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By the author of The Flat Broke Cookbook and The Ultimate Guide to Frugal Living
Just because your budget is tight and you’re relegated to cheap eats, that doesn’t mean you have to eat boring, bland food. A simple sauce can really jazz up the plainest of food and elevate your cheap eats to a frugally fabulous level. Whether you dip your food or pour the sauce over it, you’ll get a yummy burst of flavor.
You can use whatever basic ingredients you have on hand or wish to purchase. You can go with cheap, generic ingredients or higher-quality, cleaner ingredients, depending on your budget.
Here are some of my favorite sauces.
Seriously, I have peanut sauce at least twice a week. It’s super easy to whip up, and it’s absolutely divine for dipping, drizzling, and dressing. If it seems familiar, I shared this recipe in The Flat Broke Cookbook. The cumin is the key to an authentic-tasting Thai flavor.
- 1/3 cup of peanut butter (smooth or crunchy)
- 1/8-1/4 cup of broth or water
- 1 tbsp of soy sauce
- 1 tbsp of rice vinegar (or white vinegar)
- 1 tbsp of garlic powder
- 1 tsp of cumin
- 1 tsp of ginger powder
- 1 tsp of sugar or honey
- In a large skillet, add peanut butter, soy sauce, rice vinegar, garlic powder, ginger powder, cumin, and broth or water.
- Warm this up on low heat and whisk constantly.
- When the sauce is smooth and creamy, add the sugar or honey and whisk for another minute. If you want it spicy, add some crushed chili peppers.
You can use this as a dip for chicken, stir cooked noodles into it, or let it cool and put it on top of a salad for some Thai vibes.
DIY Campfire Sauce
This is a knock-off of Red Robin’s Campfire Sauce. It’s flippin’ awesome for dipping fries, chicken nugs, or tater tots. One of my daughters also loves it on her burgers. It’s also pretty tasty for dipping roasted veggies.
- 1/2 cup mayo
- 1/2 cup barbecue sauce (I use Sweet Baby Ray’s)
- Plop the two sauces into a bowl and mix ’em with a fork.
- That’s it.
Yum Yum Sauce
This sauce is the pinkish-white sauce you get on hibachi food, teriyaki bowls, and sushi. This is a cheap knock-off but super tasty. If you want a more authentic Japanese Yum Yum sauce, check out this recipe.
- 1 cup of mayo
- 2 tablespoons of ketchup
- 1 tablespoon of white sugar
- ½ tablespoon of sweet paprika
- 2 teaspoons of rice vinegar or cider vinegar
- 2 teaspoons of garlic powder
- Plop it all in a bowl.
- Stir it up.
If you need to make it thinner for drizzling, just add a wee bit of water, a tablespoon at a time.
Honey Mustard Sauce
This comes from my sweet mother-in-law back in Canada. She always whipped this up regularly. If you want a little bite to it, add some cayenne pepper.
- 2 tablespoons of dry mustard
- 3 tablespoons of honey
- optional: cayenne pepper
- I’m embarrassed to call this “directions.”
- Put everything in a bowl.
- Stir it up with a fork.
I was recently in the Asian aisle of my local grocery store, and I was shocked at how much more expensive teriyaki sauce was than soy sauce. It’s super cheap and easy (don’t judge) to make.
- 1 cup of water + 1/4 cup of water
- ¼ cup of soy sauce
- 3 tbsp of brown sugar
- 1 tablespoon of honey
- ½ teaspoon of ginger powder
- ¼ teaspoon garlic powder
- 2 tablespoons cornstarch
- In a cup, mix the cornstarch and the 1/4 cup of water with a fork until it’s well combined. Put it aside.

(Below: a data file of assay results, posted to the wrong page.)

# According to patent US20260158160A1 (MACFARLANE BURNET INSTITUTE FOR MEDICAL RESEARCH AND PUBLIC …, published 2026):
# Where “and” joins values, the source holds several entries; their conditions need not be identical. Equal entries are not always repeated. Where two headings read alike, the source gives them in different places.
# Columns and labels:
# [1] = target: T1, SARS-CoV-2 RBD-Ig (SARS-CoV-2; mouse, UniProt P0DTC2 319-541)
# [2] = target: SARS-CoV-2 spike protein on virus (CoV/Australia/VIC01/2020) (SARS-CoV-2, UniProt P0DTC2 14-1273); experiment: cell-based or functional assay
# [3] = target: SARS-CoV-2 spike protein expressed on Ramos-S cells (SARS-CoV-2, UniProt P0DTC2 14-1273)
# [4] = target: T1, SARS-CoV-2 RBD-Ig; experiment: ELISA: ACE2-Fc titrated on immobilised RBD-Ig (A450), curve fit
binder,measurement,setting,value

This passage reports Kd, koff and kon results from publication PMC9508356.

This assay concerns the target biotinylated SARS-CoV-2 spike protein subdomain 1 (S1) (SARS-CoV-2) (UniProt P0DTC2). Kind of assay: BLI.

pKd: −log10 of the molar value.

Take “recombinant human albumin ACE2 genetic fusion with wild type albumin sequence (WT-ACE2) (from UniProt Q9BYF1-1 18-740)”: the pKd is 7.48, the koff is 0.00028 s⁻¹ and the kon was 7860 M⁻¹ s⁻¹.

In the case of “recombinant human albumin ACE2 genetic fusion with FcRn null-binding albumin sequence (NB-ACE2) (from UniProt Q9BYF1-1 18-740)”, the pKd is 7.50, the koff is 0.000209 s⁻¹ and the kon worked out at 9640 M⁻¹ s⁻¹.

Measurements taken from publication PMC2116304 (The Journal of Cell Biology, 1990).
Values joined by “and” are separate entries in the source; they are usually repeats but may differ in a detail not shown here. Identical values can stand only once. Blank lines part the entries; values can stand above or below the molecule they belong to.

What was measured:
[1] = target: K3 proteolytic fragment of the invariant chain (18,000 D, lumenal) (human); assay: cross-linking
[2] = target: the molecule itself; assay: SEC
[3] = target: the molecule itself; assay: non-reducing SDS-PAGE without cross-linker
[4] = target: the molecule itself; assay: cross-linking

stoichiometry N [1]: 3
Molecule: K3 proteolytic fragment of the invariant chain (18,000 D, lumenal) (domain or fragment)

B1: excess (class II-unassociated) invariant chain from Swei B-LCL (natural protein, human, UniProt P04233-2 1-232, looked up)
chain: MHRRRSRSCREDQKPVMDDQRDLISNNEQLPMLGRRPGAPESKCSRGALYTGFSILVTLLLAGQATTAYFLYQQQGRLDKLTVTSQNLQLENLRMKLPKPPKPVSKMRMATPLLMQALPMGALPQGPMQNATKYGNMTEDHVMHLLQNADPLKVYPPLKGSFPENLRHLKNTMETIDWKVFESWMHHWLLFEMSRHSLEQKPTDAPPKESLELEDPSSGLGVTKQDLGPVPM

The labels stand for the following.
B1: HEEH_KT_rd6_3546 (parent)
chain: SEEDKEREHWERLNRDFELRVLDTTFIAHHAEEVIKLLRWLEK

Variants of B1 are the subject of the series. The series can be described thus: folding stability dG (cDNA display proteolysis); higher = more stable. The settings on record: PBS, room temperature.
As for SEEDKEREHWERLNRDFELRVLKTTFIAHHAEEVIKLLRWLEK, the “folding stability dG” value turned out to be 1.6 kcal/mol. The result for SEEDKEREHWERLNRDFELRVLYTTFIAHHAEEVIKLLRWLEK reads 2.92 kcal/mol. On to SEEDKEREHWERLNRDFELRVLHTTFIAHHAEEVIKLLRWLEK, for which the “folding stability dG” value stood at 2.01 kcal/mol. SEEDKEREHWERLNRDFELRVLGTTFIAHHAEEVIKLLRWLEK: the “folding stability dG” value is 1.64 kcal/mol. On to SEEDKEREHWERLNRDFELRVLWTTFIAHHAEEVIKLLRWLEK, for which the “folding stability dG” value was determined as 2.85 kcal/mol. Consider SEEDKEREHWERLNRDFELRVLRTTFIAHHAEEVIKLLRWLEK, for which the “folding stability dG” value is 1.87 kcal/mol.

- In a saucepan, mix everything else and bring it to a simmer on low heat.
- Stir in the cornstarch mixture and keep simmering until the teriyaki sauce reaches the desired thickness.
Use this as a condiment on meat or veggies, or mix it up with some noodles for a tasty stirfry. It also makes a tasty dipping sauce.
Boom Boom Sauce
I first had this yummy sauce at a local breakfast place that specializes in fried chicken. (I’m from the South. Yes, fried chicken is a breakfast food.) It’s a tasty dipping sauce for chicken, french fries, or other crunchy things. This sauce has a little bit of heat, but you can control how much with the amount of sriracha you put in.
- 1/2 cup of mayo
- 2 tablespoons of ketchup
- 1 tablespoon of sweet chili sauce (substitute honey if you don’t have any – it’s not exactly the same but it works)
- 1 teaspoon of garlic powder
- ¾-1 teaspoon of Sriracha (this is non-negotiable for Boom Boom sauce)
- Plop everything into a bowl and mix it up with a fork.
- That’s it.
What is your favorite sassy sauce?
I always said that if I offered my kids dipping sauce I could get them to eat just about anything. Sauces are a great way to dress up food that may not be the fanciest and elevate the flavor and presentation.
Do you have any favorite frugal sauces that you’d like to add to this list? Let’s talk about it in the comments.
Daisy Luther is a coffee-swigging, adventure-seeking, globe-trotting blogger. She is the founder and publisher of three websites. 1) The Organic Prepper, which is about current events, preparedness, self-reliance, and the pursuit of liberty; 2) The Frugalite, a website with thrifty tips and solutions to help people get a handle on their personal finances without feeling deprived; and 3) PreppersDailyNews.com, an aggregate site where you can find links to all the most important news for those who wish to be prepared. Her work is widely republished across alternative media and she has appeared in many interviews.
Daisy is the best-selling author of 5 traditionally published books, 12 self-published books, and runs a small digital publishing company with PDF guides, printables, and courses at SelfRelianceand Survival.com You can find her on Facebook, Pinterest, Gab, MeWe, Parler, Instagram, and Twitter.